Pharmacy Innovation at NNUH
Pharmacists at the Norfolk and Norwich University Hospital have been working in the Emergency Department as part of a national pilot to see what difference it will make by putting them at the heart of urgent and emergency care.
Theres been a lot of good feedback during the six week trial, said deputy chief pharmacist Clive Beech. If you get the medication right at the start you sort out any problems before patients get to the wards.
The trial has meant three pharmacists providing a seven day a week service from 9am to 8.30pm in the Emergency Department (ED) and Acute Medical Unit.
Pharmacist Emma Gray said the reception they received from staff had been amazing and they enjoyed being more proactive rather than reactive.
By seeing the patients when they first came in the scheme helped make sure
Medication was supplied swiftly therefore reducing delays with discharges
Any medication related problems are identified on admission
Patients understand any new medication started or stopped
The pharmacists were also a source of medicine information to the ED team.
Another recent pharmacy innovation is fingerprint recognition and swipe cards being used to improve efficiency with a new automated drug cabinet in the Emergency Department.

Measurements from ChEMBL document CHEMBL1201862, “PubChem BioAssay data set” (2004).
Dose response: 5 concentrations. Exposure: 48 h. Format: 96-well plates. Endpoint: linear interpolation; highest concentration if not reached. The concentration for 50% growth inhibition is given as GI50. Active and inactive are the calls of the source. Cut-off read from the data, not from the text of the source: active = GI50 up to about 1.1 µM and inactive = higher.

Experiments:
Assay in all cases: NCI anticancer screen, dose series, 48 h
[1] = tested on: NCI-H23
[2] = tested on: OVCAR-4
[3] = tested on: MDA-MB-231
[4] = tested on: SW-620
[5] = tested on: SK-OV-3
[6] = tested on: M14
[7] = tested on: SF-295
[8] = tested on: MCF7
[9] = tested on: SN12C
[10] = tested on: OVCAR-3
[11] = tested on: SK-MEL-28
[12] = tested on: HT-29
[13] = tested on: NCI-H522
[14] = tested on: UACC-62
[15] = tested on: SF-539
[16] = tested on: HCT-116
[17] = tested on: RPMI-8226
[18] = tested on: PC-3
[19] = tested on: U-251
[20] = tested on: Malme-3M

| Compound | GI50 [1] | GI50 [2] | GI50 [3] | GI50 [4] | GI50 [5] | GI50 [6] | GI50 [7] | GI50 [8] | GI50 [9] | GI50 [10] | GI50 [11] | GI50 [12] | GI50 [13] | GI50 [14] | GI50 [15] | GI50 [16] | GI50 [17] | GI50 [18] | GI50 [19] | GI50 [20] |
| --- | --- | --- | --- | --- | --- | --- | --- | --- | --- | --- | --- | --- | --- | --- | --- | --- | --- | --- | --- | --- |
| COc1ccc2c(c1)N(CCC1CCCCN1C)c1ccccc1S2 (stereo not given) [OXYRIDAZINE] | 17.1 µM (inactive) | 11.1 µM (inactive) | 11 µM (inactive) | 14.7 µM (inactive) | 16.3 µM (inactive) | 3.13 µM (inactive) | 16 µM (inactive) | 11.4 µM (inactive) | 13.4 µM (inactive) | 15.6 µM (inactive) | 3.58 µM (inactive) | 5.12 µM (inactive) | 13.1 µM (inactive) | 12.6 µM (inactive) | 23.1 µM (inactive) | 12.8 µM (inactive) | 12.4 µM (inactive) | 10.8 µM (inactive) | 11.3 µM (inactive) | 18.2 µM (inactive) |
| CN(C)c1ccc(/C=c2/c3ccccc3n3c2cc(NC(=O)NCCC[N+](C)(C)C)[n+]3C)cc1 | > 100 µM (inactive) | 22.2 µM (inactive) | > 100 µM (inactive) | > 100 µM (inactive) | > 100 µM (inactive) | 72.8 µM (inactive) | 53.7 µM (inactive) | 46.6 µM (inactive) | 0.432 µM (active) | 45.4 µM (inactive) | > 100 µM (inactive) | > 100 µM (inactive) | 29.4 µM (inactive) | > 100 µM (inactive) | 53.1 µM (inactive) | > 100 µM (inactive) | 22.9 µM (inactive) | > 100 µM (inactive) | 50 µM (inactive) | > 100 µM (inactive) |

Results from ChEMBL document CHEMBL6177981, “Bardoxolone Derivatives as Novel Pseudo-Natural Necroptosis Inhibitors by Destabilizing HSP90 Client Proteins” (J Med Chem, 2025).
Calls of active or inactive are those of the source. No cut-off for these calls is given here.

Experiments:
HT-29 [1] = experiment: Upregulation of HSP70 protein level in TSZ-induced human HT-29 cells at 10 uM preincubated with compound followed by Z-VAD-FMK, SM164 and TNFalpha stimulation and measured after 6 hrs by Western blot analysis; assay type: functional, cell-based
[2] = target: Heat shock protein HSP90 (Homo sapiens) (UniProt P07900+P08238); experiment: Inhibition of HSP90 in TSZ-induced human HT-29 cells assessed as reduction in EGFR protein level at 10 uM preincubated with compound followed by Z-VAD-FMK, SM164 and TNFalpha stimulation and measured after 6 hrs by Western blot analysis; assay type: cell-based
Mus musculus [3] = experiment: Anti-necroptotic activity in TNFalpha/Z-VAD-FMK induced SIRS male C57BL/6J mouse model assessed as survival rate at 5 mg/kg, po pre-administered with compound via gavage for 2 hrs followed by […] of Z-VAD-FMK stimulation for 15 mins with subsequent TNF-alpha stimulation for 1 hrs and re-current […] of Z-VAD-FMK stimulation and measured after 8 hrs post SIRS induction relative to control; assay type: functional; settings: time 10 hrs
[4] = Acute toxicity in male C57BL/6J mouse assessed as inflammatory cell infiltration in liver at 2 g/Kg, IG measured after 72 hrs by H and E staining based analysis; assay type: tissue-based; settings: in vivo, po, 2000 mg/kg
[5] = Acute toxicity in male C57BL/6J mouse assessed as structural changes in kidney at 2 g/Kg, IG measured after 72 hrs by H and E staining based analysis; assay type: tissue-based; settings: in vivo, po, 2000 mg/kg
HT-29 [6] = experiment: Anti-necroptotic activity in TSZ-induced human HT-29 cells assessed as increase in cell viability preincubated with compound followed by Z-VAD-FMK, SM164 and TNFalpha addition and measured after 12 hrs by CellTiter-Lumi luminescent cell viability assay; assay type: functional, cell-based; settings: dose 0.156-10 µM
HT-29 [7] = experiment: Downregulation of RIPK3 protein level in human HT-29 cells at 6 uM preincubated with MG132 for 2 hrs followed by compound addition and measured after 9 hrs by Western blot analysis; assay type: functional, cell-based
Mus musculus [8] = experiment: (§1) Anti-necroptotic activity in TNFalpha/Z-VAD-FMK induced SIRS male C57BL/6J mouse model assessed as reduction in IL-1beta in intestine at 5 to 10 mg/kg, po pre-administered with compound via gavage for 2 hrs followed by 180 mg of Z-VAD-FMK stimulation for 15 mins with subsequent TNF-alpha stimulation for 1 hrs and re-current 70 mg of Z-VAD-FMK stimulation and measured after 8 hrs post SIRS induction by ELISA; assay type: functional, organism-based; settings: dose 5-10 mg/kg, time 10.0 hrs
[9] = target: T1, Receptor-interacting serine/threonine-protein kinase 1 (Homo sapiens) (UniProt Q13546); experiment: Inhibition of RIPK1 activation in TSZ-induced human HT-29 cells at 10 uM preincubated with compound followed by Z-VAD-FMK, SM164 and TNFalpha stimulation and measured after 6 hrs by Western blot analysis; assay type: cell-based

The impressive metal cabinet which dispenses medicines quickly and safely is on a three month trial with a large cabinet in ED and a small one in AMU.
The up-to-date system means that once the member of staff has swiped in their security card and had their fingerprint scanned, in they can type the appropriate medicine onto the keyboard and only that medicine in the right amount is dispensed saving the team time.
Clive Beech explained that the system guides staff to the right drug and strength. Plus it means there is an automatic reordering system that sends a daily report to the Pharmacy detailing what medicines have been used and need to be replaced for the next day. This eliminates the need for manual ordering and unpacking saving both nursing and pharmacy time. The system also ensures accountability and when it has been used elsewhere it has reduced both stock holding and medicine usage.
It saves time, it saves money and it ensures you get the right drugs and eliminates human error, added Clive.